U. Platt and J. Stutz, “Differential absorption spectroscopy,” in Differential Optical Absorption Spectroscopy, Physics of Earth and Space Environments (Springer Verlag, 2008), pp. 135–174.

D. M. Brown, A. Willitsford, K. Shi, Z. Liu, and C. R. Philbrick, “Advanced optical techniques for measurements of atmospheric constituents,” in Proceedings of the 28th Annual Review of Atmospheric Transmission Models, Lexington, Massachusetts, June 2006.

Harry L. van Trees, Detection, Estimation, and Modulation Theory (Wiley, 1997).

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Figures (18)

Fig. 1.
Fig. 1.

Supercontinuum signal (simulation): 501 sampling points, 1 nm FWHM resolution, SNR=70. The gas mixture is made of H2O (50,000 ppm.m) and CH4 (100,000 ppm.m). The black dashed curve is the baseline; the blue curve is the signal S.

Fig. 2.
Fig. 2.

Transmission (simulation): 2001 sampling points, 2 nm FWHM resolution, without noise. Gas species: H2O (2000 and 20,000 ppm.m). The transmission is computed with and without the approximation.

Fig. 3.
Fig. 3.

Histogram of si/si at 1300 nm (measured with 1 nm FWHM resolution) showing supercontinuum relative amplitude fluctuations. The standard deviation is 1.4% (SNR=si/σsi70).

Fig. 4.
Fig. 4.

Noise variance as a function of the mean optical power P measured at 1300 nm with a 1 nm resolution and plotted in logarithmic scale. When the multiplicative noise dominates: SNR=1/α70.

Fig. 5.
Fig. 5.

Signal-to-noise ratio evaluated on 466 acquisitions. Inset: example of measured signal.

Fig. 6.
Fig. 6.

Baseline filtering technique. Left: discrete Fourier transform of the signal logarithm. Right: filter transfer function and filtered Fourier transform.

Fig. 7.
Fig. 7.

Simulation of a baseline-filtered signal. The original signal is shown in Fig. 1 and the cut-off frequency is νc=0.5nm1.

Fig. 8.
Fig. 8.

Signal-processing diagram.

Fig. 9.
Fig. 9.

Relative bias between exact H2O CPL and linearly estimated CPL for increasing concentration values and several resolutions (FWHM in nm). Here, the linear estimator was applied to a simulated signal between 1300 and 1500 nm (without noise).

Fig. 10.
Fig. 10.

Transmission (simulation) of each gas species: 1001 sampling points, 1 nm FWHM resolution, without noise. This figure shows the interferences between the various absorption lines.

Fig. 11.
Fig. 11.

Supercontinuum signal (simulation): 1001 sampling points, 1 nm FWHM resolution, SNR=70. The mixture is composed of CH4 (1000 ppm.m), H2O (2,500,000 ppm.m), CO2 (165,000 ppm.m) and NH3 (7500 ppm.m).

Fig. 12.
Fig. 12.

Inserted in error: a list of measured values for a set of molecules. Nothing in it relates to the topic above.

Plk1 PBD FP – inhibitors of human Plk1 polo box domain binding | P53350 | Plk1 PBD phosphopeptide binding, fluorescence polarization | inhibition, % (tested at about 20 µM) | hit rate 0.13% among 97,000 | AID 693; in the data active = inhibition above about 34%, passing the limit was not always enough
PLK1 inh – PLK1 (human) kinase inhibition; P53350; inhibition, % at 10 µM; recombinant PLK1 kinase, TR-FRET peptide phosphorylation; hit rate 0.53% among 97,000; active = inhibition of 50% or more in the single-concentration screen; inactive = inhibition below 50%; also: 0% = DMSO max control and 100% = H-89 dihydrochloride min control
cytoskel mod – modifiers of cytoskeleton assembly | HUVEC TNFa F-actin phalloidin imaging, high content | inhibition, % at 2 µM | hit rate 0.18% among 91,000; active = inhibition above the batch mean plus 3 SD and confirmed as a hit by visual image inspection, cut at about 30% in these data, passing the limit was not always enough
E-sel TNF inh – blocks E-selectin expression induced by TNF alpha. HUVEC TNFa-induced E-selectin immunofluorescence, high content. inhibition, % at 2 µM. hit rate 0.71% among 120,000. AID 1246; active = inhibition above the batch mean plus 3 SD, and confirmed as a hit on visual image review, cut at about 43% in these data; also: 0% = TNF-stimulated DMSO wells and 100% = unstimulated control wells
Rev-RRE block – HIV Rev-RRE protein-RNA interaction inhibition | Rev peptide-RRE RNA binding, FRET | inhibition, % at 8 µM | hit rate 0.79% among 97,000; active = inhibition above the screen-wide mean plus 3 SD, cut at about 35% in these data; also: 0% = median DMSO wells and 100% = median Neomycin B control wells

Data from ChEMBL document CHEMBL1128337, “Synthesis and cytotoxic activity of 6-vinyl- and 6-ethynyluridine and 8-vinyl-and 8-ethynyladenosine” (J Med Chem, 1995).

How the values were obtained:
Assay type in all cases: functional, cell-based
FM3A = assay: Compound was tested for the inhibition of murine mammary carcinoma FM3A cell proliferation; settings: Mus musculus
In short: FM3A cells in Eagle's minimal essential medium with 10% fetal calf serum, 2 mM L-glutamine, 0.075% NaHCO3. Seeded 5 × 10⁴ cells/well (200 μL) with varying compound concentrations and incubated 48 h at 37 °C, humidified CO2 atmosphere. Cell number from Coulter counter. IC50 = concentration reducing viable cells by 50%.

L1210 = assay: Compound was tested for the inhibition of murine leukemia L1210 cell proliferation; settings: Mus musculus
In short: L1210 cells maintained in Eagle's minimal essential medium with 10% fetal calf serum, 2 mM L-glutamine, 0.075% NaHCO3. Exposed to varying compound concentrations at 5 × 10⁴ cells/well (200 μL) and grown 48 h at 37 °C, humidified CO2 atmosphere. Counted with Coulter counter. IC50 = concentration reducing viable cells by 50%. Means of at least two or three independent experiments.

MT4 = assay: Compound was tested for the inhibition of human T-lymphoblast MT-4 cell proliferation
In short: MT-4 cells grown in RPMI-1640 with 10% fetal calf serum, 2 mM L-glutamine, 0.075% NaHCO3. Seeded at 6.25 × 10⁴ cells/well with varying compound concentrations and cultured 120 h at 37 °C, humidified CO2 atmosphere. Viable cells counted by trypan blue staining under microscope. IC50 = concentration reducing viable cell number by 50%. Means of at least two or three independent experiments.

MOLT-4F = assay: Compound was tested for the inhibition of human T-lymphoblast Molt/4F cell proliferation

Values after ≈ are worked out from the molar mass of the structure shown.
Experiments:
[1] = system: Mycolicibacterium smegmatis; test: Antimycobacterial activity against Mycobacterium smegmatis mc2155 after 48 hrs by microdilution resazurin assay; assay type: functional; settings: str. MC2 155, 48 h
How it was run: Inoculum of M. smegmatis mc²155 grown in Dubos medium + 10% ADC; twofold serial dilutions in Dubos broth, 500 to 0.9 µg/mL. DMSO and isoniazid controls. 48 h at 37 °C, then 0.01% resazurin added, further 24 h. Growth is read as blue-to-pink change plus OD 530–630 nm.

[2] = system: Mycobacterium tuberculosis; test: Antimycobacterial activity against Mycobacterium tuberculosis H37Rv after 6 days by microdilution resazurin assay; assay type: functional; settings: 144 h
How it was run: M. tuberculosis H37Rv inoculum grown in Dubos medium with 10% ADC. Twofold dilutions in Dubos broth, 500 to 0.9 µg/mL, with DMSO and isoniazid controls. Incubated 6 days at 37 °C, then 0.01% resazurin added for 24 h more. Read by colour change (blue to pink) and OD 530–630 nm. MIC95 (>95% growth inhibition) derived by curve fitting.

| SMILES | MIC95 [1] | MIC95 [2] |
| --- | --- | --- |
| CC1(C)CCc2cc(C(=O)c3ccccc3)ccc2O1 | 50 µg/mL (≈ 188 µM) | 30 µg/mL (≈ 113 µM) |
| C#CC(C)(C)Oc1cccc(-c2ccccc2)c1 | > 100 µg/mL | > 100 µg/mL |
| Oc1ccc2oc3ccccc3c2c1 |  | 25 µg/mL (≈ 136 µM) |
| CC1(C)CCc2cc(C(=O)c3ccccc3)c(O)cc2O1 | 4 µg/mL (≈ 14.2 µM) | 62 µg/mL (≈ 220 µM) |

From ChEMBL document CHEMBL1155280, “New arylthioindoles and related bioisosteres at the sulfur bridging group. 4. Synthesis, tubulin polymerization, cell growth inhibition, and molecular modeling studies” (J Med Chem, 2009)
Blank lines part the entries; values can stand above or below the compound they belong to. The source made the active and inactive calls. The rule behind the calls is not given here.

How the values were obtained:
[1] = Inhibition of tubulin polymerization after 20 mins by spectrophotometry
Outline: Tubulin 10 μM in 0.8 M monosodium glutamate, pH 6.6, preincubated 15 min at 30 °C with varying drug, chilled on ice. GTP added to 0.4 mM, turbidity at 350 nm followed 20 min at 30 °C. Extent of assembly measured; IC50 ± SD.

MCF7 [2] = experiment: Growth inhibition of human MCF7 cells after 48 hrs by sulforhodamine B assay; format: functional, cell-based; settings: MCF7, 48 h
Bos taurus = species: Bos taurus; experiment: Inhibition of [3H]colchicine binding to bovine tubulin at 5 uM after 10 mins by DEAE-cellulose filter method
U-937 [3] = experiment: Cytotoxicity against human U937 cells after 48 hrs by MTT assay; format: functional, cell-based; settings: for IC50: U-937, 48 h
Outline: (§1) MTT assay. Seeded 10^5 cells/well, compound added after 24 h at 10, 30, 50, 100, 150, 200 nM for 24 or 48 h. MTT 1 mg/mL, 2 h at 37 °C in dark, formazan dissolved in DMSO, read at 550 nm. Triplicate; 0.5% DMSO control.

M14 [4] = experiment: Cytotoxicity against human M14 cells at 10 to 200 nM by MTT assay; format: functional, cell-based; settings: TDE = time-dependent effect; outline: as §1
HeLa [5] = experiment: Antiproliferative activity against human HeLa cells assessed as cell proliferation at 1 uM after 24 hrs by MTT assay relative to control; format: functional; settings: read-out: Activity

Histograms of the statistical tests on the simulated signals and Gaussian curve.

Fig. 13.
Fig. 13.

Experimental setup used to measure H2O and CH4 concentration using a supercontinuum laser source.

Fig. 14.
Fig. 14.

Supercontinuum signal (measurement): 501 sampling points, 1 nm FWHM resolution, SNR=130. The gas mixture is made of H2O (numerous peaks beyond 1340 nm) and CH4 (isolated peak at 1330 nm).

Fig. 15.
Fig. 15.

Example of fit on measured spectrum, νs=0.5nm1.

Fig. 16.
Fig. 16.

Histogram of experimental estimations compared and ideal histogram shapes (Gaussian with CRB standard deviation). The statistical standard deviation (σstat) and the CRB values are also displayed.

Fig. 17.
Fig. 17.

CPL estimations of CH4 and H2O as a function of time.

Fig. 18.
Fig. 18.

Moisture meter measurement with error bars (red), converted in ppm, and the supercontinuum absorption spectroscopy concentration estimation (blue) as a function of the time.

Tables (2)

Tables Icon

Table 1. Mean and Standard Deviation (ppm.m) of the Estimates for 5000 Noise Realizations (SNR=70)

Tables Icon

Table 2. True CPL products, CRB After and Before the Filtering Stage (ppm.m), and CRB ratios (SNR=70), Showing the Impact of the Filtering Stage on Performances

Equations (28)

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CRBn=(F1)nn,
Fkl=2lCkCl,
l(C1,,CN)=lnPS1,,SM(s1,,sM|C1,,CN),
si=a0i·Ti+ni,
Ti=++exp(n=1NHn(λ)Cn)g(λiλ)dλ,
Tiapprox=exp(n=1NCn+Hn(λ)g(λiλ)dλ).
PS1(si)=12πσi2exp((sisi)22σi2),
σi2=αisi2+βisi+γi,
SNR=siσi2=(1αi+βi/si+γi/si2)1/2.
l(C1,...,CN)=i=1M12ln(2πσi2)(sisi)22σi2.
Fkl=i=1MsiCksiCl(1σi2+12(2αisi+βiσi2)2).
Fkl=i=1M1αi(1TiTiCk)(1TiTiCl).
Fkl=i=1M(a0iTi)2γi(1TiTiCk)(1TiTiCl)
Fkl=i=1MSNRi2(1TiTiCk)(1TiTiCl).
lnsi=lna0i+lnTi+ln(1+nia0iTi).
h(ν)=1rect(ν/νc),
si=Ti+ni.
lnsi=lna0i+lnTi+mi,withmi=ni/a0iTi.
si=FHP(lnsi)=Ti.
σsi2=νs/2νs/2PSD|h(ν)|2dν.
Psi(si)ω2SNR22πexp(ω2SNR2(siTi)22).
sisj=νs/2νs/2PSD|h(ν)|2ei2πν(λiλj)dν.
FklFilteri=1Mω2SNR2[FHP(1TTCk)]λi[FHP(1TTCl)]λi.
si=[FHP(ln+exp(n=1NHn(λ)Cn)g(λλ)dλ)]|λi.
si=n=1NH˜inCn,
H˜in=[FHP(+Hn(λ)g(λλ)dλ)]|λi.
C^=(H˜TH˜)1H˜TS,
δ^C1=(H˜TH˜)1H˜TS1.